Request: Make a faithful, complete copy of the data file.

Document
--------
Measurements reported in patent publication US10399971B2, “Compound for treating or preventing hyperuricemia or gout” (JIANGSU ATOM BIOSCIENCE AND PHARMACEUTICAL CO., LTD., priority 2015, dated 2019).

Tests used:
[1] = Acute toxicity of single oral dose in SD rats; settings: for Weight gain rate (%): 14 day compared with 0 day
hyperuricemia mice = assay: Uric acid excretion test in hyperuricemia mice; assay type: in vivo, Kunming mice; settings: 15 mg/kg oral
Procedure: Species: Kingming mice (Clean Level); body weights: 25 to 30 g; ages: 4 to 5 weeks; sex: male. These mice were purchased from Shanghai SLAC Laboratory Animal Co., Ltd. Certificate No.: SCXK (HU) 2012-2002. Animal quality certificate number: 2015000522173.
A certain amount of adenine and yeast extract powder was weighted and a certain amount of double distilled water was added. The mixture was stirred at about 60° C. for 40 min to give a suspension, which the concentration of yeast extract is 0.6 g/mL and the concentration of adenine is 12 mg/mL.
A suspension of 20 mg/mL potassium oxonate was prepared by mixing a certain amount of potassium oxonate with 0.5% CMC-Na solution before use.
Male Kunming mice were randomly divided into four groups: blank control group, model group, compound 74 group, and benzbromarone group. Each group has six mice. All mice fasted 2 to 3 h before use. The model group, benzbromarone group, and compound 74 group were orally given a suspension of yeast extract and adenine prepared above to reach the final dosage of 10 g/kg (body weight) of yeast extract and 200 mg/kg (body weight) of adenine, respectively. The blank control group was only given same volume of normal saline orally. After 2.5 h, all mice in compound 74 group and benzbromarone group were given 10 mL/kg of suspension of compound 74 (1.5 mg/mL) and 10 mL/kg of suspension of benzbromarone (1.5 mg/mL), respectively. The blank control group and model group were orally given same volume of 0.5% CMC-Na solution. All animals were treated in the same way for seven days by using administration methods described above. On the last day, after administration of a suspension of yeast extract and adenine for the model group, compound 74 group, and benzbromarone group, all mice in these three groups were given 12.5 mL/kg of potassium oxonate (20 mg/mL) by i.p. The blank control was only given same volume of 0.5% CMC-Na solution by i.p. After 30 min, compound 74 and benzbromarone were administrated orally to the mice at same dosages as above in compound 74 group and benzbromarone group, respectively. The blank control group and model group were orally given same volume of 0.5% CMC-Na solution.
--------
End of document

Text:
Measurements reported in patent publication US10399971B2, “Compound for treating or preventing hyperuricemia or gout” (JIANGSU ATOM BIOSCIENCE AND PHARMACEUTICAL CO., LTD., priority 2015, dated 2019).

Tests used:
[1] = Acute toxicity of single oral dose in SD rats; settings: for Weight gain rate (%): 14 day compared with 0 day
hyperuricemia mice = assay: Uric acid excretion test in hyperuricemia mice; assay type: in vivo, Kunming mice; settings: 15 mg/kg oral
Procedure: Species: Kingming mice (Clean Level); body weights: 25 to 30 g; ages: 4 to 5 weeks; sex: male. These mice were purchased from Shanghai SLAC Laboratory Animal Co., Ltd. Certificate No.: SCXK (HU) 2012-2002. Animal quality certificate number: 2015000522173.
A certain amount of adenine and yeast extract powder was weighted and a certain amount of double distilled water was added. The mixture was stirred at about 60° C. for 40 min to give a suspension, which the concentration of yeast extract is 0.6 g/mL and the concentration of adenine is 12 mg/mL.
A suspension of 20 mg/mL potassium oxonate was prepared by mixing a certain amount of potassium oxonate with 0.5% CMC-Na solution before use.
Male Kunming mice were randomly divided into four groups: blank control group, model group, compound 74 group, and benzbromarone group. Each group has six mice. All mice fasted 2 to 3 h before use. The model group, benzbromarone group, and compound 74 group were orally given a suspension of yeast extract and adenine prepared above to reach the final dosage of 10 g/kg (body weight) of yeast extract and 200 mg/kg (body weight) of adenine, respectively. The blank control group was only given same volume of normal saline orally. After 2.5 h, all mice in compound 74 group and benzbromarone group were given 10 mL/kg of suspension of compound 74 (1.5 mg/mL) and 10 mL/kg of suspension of benzbromarone (1.5 mg/mL), respectively. The blank control group and model group were orally given same volume of 0.5% CMC-Na solution. All animals were treated in the same way for seven days by using administration methods described above. On the last day, after administration of a suspension of yeast extract and adenine for the model group, compound 74 group, and benzbromarone group, all mice in these three groups were given 12.5 mL/kg of potassium oxonate (20 mg/mL) by i.p. The blank control was only given same volume of 0.5% CMC-Na solution by i.p. After 30 min, compound 74 and benzbromarone were administrated orally to the mice at same dosages as above in compound 74 group and benzbromarone group, respectively. The blank control group and model group were orally given same volume of 0.5% CMC-Na solution.